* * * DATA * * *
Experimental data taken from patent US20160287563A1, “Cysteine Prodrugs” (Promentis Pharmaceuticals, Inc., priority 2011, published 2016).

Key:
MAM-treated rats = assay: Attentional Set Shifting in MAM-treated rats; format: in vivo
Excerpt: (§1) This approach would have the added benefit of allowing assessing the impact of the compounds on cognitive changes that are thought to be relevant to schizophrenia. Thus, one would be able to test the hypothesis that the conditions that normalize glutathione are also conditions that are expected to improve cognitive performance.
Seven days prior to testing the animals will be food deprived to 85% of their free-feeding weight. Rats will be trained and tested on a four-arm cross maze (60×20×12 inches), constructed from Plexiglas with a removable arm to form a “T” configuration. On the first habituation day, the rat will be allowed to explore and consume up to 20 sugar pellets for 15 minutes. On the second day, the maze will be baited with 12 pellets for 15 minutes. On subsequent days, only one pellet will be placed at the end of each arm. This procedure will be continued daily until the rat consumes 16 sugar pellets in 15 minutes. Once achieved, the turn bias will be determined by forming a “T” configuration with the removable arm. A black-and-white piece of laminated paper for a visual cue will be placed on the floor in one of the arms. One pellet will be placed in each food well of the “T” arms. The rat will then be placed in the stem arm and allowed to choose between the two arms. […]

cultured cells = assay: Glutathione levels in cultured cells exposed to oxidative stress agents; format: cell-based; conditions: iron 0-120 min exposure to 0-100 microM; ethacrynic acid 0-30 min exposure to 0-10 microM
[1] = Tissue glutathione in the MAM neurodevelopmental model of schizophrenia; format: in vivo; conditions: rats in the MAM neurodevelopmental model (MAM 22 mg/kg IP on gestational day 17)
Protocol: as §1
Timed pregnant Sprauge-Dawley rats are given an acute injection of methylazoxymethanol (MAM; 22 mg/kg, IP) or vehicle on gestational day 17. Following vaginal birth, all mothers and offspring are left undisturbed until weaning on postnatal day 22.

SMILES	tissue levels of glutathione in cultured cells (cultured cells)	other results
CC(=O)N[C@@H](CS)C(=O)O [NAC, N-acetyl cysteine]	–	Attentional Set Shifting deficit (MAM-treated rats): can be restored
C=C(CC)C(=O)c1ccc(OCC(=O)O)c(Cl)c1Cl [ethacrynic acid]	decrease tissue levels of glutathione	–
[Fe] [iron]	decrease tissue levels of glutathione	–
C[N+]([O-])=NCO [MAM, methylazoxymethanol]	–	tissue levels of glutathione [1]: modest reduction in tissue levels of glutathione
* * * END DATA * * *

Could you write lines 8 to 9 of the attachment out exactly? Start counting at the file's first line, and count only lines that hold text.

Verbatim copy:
Protocol: as §1
Timed pregnant Sprauge-Dawley rats are given an acute injection of methylazoxymethanol (MAM; 22 mg/kg, IP) or vehicle on gestational day 17. Following vaginal birth, all mothers and offspring are left undisturbed until weaning on postnatal day 22.